T1D Donors Not Aligned With JDRF Strategic Shift

This summer, JDRF announced its intention to expand to diseases other than T1D. A press release which detailed the organization's "bold vision" for the future stated:

“Moving forward, JDRF will engage people outside areas where we have chapters and staff and look outside the T1D community for support from people with type 2 diabetes and other autoimmune disorders.” 

JDRF was founded in 1970 to fund T1D cure research. While the organization currently spends just 1/3 of its revenue on research grants—down from 2/3 a decade ago—it has managed to remain solely focused on T1D for fifty years. Reaching out to people beyond the T1D community for fundraising and research purposes is a fundamental strategic shift.

The plan, which was confirmed by JDRF CEO Aaron Kowalski and VP of Research Dr. Sanjoy Dutta, came amidst a flurry of changes JDRF announced in response to COVID-19. Like many non-profits, JDRF has experienced a significant drop in fundraising in 2020 as a result of COVID. While the expansion into autoimmune diseases and T2D may broaden the pool of people to whom JDRF can reach out to for fundraising dollars, there is a risk that such a move will dilute JDRF’s focus on T1D.

In order to gauge the response of the T1D donor community to this strategic shift, the JDCA conducted a survey of JDRF donors. The survey was distributed to 330 JDRF donors ranging in age from 18-65 from across the United States. The key findings are summarized below.

Key Survey Findings

  • 81% of JDRF donors believe the plan to expand into T2D and other autoimmune disorders is “unaligned/completely off-track with JDRF’s mission."
  • 70% of JDRF donors do not believe the organization should solicit donations from people with T2D and other autoimmune disorders.
  • 79% do not believe JDRF should fund research for T2D and other autoimmune disorders.
  • 66% of JDRF donors believe the plan to expand into T2D and other autoimmune disorders will significantly hinder progress towards a T1D cure.  
  • 70% of JDRF donors say they are less likely to donate or will not donate in the future after hearing about the plan to expand into T2D and other autoimmune disorders.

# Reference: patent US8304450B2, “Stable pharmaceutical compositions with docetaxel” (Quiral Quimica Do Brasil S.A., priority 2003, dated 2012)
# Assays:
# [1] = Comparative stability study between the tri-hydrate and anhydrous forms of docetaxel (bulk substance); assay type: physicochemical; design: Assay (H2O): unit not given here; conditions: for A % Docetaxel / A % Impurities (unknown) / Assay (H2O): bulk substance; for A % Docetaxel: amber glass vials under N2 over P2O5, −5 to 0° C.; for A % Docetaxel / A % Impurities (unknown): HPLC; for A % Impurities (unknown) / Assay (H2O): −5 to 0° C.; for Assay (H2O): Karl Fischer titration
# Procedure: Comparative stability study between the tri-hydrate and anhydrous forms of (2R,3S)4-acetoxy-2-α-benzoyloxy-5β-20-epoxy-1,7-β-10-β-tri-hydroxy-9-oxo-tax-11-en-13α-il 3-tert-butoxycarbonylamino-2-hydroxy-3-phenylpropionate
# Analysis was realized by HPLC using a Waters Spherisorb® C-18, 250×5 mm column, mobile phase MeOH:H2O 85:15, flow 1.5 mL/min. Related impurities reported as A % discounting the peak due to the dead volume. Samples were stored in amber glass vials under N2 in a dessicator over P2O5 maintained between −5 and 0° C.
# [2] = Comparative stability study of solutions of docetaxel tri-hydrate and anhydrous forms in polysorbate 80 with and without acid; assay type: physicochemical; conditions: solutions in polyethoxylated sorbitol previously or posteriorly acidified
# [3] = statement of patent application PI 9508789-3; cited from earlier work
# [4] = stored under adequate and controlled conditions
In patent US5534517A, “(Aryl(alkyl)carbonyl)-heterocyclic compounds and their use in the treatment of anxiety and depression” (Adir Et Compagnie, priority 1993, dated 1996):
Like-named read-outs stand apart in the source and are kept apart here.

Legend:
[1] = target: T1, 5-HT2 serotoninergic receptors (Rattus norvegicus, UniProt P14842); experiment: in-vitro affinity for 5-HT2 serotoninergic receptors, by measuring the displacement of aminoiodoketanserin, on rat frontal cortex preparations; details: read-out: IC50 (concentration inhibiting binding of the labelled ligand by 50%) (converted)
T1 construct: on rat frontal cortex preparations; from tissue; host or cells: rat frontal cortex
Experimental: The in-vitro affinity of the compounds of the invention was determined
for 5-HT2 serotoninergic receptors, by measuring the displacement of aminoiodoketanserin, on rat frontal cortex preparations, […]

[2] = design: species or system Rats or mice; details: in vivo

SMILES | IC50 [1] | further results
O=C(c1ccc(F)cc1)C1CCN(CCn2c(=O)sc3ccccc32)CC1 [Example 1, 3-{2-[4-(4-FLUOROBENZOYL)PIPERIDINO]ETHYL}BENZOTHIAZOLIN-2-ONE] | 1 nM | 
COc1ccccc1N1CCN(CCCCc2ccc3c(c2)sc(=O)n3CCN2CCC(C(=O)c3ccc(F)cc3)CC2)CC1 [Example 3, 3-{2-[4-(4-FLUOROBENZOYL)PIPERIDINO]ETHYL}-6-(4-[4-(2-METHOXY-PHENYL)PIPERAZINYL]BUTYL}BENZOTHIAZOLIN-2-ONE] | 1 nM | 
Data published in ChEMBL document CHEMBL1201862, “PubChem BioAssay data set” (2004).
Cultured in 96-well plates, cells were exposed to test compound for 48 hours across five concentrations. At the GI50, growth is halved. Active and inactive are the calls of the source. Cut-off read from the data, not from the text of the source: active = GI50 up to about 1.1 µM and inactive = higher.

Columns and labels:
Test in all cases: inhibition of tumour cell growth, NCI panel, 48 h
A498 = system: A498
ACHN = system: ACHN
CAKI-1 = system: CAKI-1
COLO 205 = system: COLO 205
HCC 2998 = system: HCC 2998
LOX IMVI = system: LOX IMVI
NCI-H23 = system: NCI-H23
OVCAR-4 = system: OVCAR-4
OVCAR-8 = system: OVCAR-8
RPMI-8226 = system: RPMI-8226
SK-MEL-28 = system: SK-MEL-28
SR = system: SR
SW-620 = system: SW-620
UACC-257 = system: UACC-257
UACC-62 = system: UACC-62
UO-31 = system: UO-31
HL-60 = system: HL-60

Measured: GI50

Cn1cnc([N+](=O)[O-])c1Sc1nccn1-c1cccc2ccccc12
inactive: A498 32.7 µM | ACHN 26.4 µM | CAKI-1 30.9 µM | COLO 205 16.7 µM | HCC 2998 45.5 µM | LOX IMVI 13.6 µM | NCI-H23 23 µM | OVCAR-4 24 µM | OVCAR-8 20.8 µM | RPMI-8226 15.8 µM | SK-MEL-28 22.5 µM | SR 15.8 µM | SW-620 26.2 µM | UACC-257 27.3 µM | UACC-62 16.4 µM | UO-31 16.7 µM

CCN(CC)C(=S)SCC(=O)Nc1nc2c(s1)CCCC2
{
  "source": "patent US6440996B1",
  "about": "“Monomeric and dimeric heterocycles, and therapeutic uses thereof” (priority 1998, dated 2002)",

• 85% of donors said, “this is a bad/terrible move in the wrong direction” when given the opportunity to provide feedback to JDRF executives about the plan to expand to T2D and other autoimmune disorders.


The results of the survey are clear: JDRF donors are concerned and unaligned with the organization’s plan to expand outside of T1D. Any resource that is allocated to grants outside of T1D is viewed as off-mission and poses a significant risk to the T1D funding ecosystem as well as JDRF itself.

The T1D donor community is extremely motivated to fund research to cure T1D, but it has abandoned organizations in the past who have turned their back on this goal. Over the past decade, the American Diabetes Association (ADA), an organization that focuses primarily on T2D, experienced a 60% decline in revenue. At the same time, JDRF, which has remained focused on T1D until now, experienced steady revenue growth. Despite there being ten times as many people with T2D as with T1D, JDRF raised $80 million more in revenue than the ADA in FY 2019, the last year data is available.

While the T1D donor community is small in comparison to the whole spectrum of autoimmune disorders, there is immense value in its commitment to supporting T1D cure research with donations. Rather than looking outside of the T1D community for financial support, the JDCA believes that JDRF should seek input and alignment with T1D donors in order to ensure its own financial health and support the cause of a T1D cure.